The terrain of the Virginia Lakes Basin is captivatingly scenic, yet a tad bizarre. Jagged peaks covered in blankets of scree form a barren perimeter around a series of shimmering lakes. The contrast between the alluring blue waters and the inhospitable rocky landscape is striking. Furthermore, some of the mountains have an odd combination of warm colors, with certain peaks containing light red and orange hues. It is certainly a unique environment—and an awesome place to hike.
The hike begins at the Virginia Lakes Trailhead about 20 miles south of Bridgeport, CA on the northeastern border of Yosemite. The trail starts at Big Virginia Lake—a popular fishing spot with a significant trout population. The first miles wind through the basin, passing Blue Lake, Cooney Lake, and Frog Lakes before reaching a series of exposed switchbacks.
The switchbacks lead you up a broad, scree-covered mountainside to Summit Pass at 11,100 ft. elevation—the highest point of the trip. From here you can enjoy excellent panoramas on both sides of the ridge, where small pockets of snowpack can still be seen in late summer.
On the other side of the pass, another series of switchbacks will lead you down into a pretty valley with some of the most scenic views of the trip. Keeping right at the fork, you will pass more peaceful lakes, including Hoover Lakes, Gilman Lake, and the sizeable East Lake. The terrain is mostly rock—limiting the amount of good campsites. But, with a little searching, you can still find a decent site.
I chose to camp at the south end of Green Lake, where I was able to find a nice flat patch of dirt that was fairly protected by the surrounding rock formations and some trees. There is easy access to the lake on the south end, and some great places for jumping in as well. Best of all, the south and east shores are rewarded with a killer sunset behind the lake in the evening.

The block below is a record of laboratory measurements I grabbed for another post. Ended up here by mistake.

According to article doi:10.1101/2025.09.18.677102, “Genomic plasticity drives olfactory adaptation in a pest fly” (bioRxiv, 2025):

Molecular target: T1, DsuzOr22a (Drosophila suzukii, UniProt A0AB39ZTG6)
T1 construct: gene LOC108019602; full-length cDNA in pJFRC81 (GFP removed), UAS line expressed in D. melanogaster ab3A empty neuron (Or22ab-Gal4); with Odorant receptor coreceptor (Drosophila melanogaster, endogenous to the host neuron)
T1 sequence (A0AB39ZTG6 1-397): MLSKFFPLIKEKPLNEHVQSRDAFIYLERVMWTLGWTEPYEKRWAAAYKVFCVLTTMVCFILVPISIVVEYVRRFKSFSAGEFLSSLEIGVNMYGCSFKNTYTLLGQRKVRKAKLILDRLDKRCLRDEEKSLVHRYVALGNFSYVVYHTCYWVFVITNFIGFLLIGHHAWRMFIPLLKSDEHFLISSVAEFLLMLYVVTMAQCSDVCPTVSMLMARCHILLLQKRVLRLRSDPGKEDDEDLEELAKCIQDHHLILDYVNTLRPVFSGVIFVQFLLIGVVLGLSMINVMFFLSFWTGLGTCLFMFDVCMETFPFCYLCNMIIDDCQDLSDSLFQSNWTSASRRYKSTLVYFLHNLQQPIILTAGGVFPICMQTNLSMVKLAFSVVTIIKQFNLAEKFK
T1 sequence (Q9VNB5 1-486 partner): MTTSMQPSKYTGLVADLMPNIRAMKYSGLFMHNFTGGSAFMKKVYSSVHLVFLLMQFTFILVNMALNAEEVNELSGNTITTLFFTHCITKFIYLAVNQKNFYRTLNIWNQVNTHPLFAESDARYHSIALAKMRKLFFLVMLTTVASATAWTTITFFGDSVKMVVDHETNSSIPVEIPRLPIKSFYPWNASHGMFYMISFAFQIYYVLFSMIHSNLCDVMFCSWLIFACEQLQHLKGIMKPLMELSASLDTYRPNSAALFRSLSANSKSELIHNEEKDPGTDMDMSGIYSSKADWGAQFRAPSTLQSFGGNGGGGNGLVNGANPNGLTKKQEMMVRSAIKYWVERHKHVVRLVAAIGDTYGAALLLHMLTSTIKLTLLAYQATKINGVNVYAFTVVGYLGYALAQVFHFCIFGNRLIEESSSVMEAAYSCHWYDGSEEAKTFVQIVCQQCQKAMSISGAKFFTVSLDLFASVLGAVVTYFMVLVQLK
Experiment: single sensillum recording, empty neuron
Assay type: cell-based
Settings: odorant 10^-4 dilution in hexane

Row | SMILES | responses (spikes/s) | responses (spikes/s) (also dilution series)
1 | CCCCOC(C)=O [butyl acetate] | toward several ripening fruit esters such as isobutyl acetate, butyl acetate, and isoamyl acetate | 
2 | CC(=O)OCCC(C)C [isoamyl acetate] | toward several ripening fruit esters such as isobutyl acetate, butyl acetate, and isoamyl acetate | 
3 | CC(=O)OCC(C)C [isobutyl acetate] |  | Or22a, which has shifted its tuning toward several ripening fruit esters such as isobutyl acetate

Permits are required for overnight stays, but they are fairly easy to obtain. I got one on the day of my departure without a reservation, and my guidebook advises that reservations are not necessary. Pick up a permit at the Bridgeport Ranger Station. The rangers seem pretty diligent about checking permits—I passed a ranger on the trail who asked to see my permit.
Bear canisters are required. I saw a small bear near East Lake on my way back, so canisters are definitely justified.
Campfires are only permitted below 9000 ft. elevation. This is one reason why Green Lake is an ideal spot to set up camp. At 8,945 ft., it is the only lake below 9,000 ft.
Be prepared for rain. There were multiple instances of short, fairly unexpected bursts of rain during my trip, despite the forecast looking clear.